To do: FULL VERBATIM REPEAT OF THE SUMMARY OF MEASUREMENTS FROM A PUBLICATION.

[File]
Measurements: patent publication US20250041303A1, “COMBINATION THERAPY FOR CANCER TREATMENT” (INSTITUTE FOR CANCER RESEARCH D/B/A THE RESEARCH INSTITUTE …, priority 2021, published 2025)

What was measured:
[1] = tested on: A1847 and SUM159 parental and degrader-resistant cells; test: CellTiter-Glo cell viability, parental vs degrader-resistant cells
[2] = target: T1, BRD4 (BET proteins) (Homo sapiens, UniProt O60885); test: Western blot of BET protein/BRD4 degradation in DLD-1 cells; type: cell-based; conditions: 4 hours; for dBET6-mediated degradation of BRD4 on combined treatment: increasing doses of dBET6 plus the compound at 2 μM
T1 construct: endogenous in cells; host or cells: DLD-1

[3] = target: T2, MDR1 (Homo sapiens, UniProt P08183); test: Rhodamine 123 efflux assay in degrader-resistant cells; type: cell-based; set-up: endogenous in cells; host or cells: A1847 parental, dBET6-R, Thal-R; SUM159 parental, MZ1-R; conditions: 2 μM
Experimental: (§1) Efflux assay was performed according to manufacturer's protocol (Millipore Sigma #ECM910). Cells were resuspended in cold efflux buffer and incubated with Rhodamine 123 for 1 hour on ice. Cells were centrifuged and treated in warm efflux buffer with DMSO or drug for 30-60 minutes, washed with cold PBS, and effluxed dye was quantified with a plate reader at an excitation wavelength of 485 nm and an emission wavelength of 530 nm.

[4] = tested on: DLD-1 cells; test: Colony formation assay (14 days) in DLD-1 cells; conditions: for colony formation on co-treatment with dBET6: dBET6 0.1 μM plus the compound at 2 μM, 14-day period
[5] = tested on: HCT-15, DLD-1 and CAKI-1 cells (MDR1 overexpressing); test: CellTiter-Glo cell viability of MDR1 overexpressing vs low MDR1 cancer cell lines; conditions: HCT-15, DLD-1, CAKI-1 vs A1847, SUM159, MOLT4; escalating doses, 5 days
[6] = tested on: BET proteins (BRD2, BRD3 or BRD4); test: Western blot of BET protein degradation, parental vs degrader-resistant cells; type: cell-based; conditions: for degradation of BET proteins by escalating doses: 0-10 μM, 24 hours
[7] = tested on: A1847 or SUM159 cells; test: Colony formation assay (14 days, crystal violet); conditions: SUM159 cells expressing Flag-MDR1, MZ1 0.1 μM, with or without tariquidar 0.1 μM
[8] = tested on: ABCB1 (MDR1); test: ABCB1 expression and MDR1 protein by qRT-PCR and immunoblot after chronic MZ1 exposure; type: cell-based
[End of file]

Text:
Measurements: patent publication US20250041303A1, “COMBINATION THERAPY FOR CANCER TREATMENT” (INSTITUTE FOR CANCER RESEARCH D/B/A THE RESEARCH INSTITUTE …, priority 2021, published 2025)

What was measured:
[1] = tested on: A1847 and SUM159 parental and degrader-resistant cells; test: CellTiter-Glo cell viability, parental vs degrader-resistant cells
[2] = target: T1, BRD4 (BET proteins) (Homo sapiens, UniProt O60885); test: Western blot of BET protein/BRD4 degradation in DLD-1 cells; type: cell-based; conditions: 4 hours; for dBET6-mediated degradation of BRD4 on combined treatment: increasing doses of dBET6 plus the compound at 2 μM
T1 construct: endogenous in cells; host or cells: DLD-1

[3] = target: T2, MDR1 (Homo sapiens, UniProt P08183); test: Rhodamine 123 efflux assay in degrader-resistant cells; type: cell-based; set-up: endogenous in cells; host or cells: A1847 parental, dBET6-R, Thal-R; SUM159 parental, MZ1-R; conditions: 2 μM
Experimental: (§1) Efflux assay was performed according to manufacturer's protocol (Millipore Sigma #ECM910). Cells were resuspended in cold efflux buffer and incubated with Rhodamine 123 for 1 hour on ice. Cells were centrifuged and treated in warm efflux buffer with DMSO or drug for 30-60 minutes, washed with cold PBS, and effluxed dye was quantified with a plate reader at an excitation wavelength of 485 nm and an emission wavelength of 530 nm.

[4] = tested on: DLD-1 cells; test: Colony formation assay (14 days) in DLD-1 cells; conditions: for colony formation on co-treatment with dBET6: dBET6 0.1 μM plus the compound at 2 μM, 14-day period
[5] = tested on: HCT-15, DLD-1 and CAKI-1 cells (MDR1 overexpressing); test: CellTiter-Glo cell viability of MDR1 overexpressing vs low MDR1 cancer cell lines; conditions: HCT-15, DLD-1, CAKI-1 vs A1847, SUM159, MOLT4; escalating doses, 5 days
[6] = tested on: BET proteins (BRD2, BRD3 or BRD4); test: Western blot of BET protein degradation, parental vs degrader-resistant cells; type: cell-based; conditions: for degradation of BET proteins by escalating doses: 0-10 μM, 24 hours
[7] = tested on: A1847 or SUM159 cells; test: Colony formation assay (14 days, crystal violet); conditions: SUM159 cells expressing Flag-MDR1, MZ1 0.1 μM, with or without tariquidar 0.1 μM
[8] = tested on: ABCB1 (MDR1); test: ABCB1 expression and MDR1 protein by qRT-PCR and immunoblot after chronic MZ1 exposure; type: cell-based